U.S. economy soared to an annual growth rate of 7.3 percent in the final three months of 1999, the strongest performance in 15 years

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Economy Continues to Soar More Interest Rate Hikes Seen

By Martin Crutsinger

The Associated Press

W A S H I N G T O N, March 30  The supercharged U.S. economy soared to an annual growth rate of 7.3 percent in the final three months of 1999, the strongest performance in 15 years, the government said today.

The increase in the gross domestic product  the countrys total output of goods and services  marked a better-than-expected upward revision from an estimate a month ago that the GDP was expanding at a 6.9 percent rate in the fourth quarter.

The higher final estimate reflected new data showing that U.S. exports were stronger than previously believed and business construction was increasing at a faster pace than earlier estimated.

The Commerce Departments last look at GDP performance in 1999 underscored just how much momentum the economy had going into 2000. The Federal Reserve, fearing unchecked growth could worsen inflation, has already raised interest rates twice this year, in February and last week, following three rate increases in 1999.

More Rate Hikes Anticipated

Many economists are predicting at least two more rate boosts before midyear as the Fed continues trying to cool an economy it believes is growing faster than the countrys ability to supply workers and products for a seemingly insatiable consumer.

The rate increases are designed to raise borrowing costs for big-ticket items such as homes and cars and in that way cool off demand and keep inflation from getting out of hand.

Critics, however, have charged that the Fed is fighting a phantom menace with no signs, outside of energy, of any price pressures despite the rapid growth.

An inflation index tied to the GDP showed that prices remained well-controlled in the fourth quarter of last year, rising at an annual rate of just 2 percent, up only slightly from a 1.7 percent rate of increase in the third quarter.

Jobless Claims Rise

In a second report today, the Labor Department said the number of Americans filing new claims for unemployment benefits rose by 3,000 last week to 266,000. But even with the slight increase, the nations job market remained the tightest it has been in decades. The four-week moving average for claims declined to 268,000, the lowest level since Dec. 15, 1973.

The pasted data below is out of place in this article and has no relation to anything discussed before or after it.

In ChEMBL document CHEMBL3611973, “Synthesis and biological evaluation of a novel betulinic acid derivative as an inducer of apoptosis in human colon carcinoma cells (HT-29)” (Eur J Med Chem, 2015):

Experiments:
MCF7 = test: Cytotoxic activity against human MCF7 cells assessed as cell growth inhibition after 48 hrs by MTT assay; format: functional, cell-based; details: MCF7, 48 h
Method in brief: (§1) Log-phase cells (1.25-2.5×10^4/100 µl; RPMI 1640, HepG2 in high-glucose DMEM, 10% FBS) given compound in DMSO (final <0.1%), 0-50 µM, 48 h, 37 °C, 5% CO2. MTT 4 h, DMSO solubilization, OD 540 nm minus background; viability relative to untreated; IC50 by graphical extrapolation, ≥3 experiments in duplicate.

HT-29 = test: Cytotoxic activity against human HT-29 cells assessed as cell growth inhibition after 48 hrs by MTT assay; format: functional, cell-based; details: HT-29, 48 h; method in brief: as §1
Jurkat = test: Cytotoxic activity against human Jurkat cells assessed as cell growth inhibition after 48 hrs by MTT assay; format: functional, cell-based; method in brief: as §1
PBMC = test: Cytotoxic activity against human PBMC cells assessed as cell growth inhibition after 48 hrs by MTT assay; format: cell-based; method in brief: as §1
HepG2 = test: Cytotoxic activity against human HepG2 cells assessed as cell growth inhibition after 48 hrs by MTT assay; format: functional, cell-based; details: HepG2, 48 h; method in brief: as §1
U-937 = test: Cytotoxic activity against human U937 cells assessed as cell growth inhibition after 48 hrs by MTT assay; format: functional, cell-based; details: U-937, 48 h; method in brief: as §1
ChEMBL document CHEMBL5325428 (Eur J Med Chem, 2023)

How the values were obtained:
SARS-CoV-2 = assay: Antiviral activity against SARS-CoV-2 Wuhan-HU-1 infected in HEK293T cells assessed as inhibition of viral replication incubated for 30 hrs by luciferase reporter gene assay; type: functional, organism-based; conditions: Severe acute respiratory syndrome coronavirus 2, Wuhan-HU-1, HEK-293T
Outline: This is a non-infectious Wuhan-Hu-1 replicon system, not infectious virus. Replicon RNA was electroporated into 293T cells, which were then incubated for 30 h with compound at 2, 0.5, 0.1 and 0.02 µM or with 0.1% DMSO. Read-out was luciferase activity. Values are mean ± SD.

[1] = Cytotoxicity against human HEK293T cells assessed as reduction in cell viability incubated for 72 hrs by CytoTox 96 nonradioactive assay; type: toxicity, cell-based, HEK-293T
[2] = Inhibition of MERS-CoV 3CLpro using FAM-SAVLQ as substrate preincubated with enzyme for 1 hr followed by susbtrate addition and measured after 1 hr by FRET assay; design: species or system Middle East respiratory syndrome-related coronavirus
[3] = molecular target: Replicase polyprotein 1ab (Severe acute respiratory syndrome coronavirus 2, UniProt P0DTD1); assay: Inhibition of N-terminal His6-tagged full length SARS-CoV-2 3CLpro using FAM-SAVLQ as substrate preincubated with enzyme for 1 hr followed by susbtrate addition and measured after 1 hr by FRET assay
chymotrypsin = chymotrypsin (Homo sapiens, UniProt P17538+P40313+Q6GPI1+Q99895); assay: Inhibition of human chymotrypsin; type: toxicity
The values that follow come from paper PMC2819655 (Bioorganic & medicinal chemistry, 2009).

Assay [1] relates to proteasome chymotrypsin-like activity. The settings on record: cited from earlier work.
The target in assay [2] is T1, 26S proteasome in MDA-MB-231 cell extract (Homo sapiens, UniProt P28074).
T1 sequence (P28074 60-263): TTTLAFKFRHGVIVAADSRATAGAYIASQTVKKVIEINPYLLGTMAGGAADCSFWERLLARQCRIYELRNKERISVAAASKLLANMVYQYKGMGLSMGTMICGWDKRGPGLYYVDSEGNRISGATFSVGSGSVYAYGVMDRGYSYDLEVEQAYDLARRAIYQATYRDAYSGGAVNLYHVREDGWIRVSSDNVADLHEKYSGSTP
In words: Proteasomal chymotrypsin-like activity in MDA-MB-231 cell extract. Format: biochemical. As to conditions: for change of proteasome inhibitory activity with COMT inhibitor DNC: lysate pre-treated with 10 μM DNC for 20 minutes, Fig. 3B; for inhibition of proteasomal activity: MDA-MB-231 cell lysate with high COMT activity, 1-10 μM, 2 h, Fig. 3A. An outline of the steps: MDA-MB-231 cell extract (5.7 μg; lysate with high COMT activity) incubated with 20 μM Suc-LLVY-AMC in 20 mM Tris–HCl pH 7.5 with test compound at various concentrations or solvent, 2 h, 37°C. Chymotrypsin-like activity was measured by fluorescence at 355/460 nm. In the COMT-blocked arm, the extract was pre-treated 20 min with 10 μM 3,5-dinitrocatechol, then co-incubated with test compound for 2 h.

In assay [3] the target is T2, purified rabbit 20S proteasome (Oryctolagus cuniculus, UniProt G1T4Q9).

The report on jobless claims was just the latest indication that the economy has continued to speed ahead this year. Many analysts are predicting first-quarter growth will come in well above 5 percent. While that will be slower than the fourth quarter, it is still above the Feds speed limit of around 3.5 percent for growth at this stage of the expansion.

The Commerce Department also reported today that after-tax corporate profits were up 2.7 percent in the fourth quarter, the best showing since a 7.4 percent jump in the first quarter of 1999. After-tax profits had been up 2.2 percent in the third quarter.

For all of 1999, after-tax corporate profits jumped 8.8 percent, the government said.

Economic Expansion Continues

The 7.3 percent rate of increase in the GDP in the fourth quarter was the biggest quarterly surge since a 9 percent growth rate in the first quarter of 1984.

However, the 1984 increase occurred as the country was still climbing out of the severe 1981-82 recession, the worst downturn since the Great Depression.

In contrast, the 7.3 percent growth spurt occurred as the expansion was about to set a record for longevity, a period when economic growth historically could be expected to slow as pent-up consumer demand is satisfied.

The current expansion, which began in March 1991, recorded its 107th month of uninterrupted growth in February, beating the previous record for a period without a recession, the 1960s expansion, which lasted 106 months.


-- (in@the.news), March 31, 2000


"final three months of 1999" it was all those last minute preps

-- Johnny (Not@anymore.net), March 31, 2000.

This is hardly what I would call a "strong" economy. People are borrowing on credit to buy into a pyramid scam of technology stocks and using what they perceive as profits to go out and buy excessively a lot of things that they don't need and can't afford. When the markets crash big-time, what are we left with?... a nation in severe debt, with no money or income to pay it back. Loan defaults and bankruptcies on an astronomical scale, and a depression that we may never come out of.

-- Hawk (flyin@high.again), March 31, 2000.

Don't forget to include out "incredible" balance of trade deficits, month after month!

-- Flash (flash@flash.hq), March 31, 2000.

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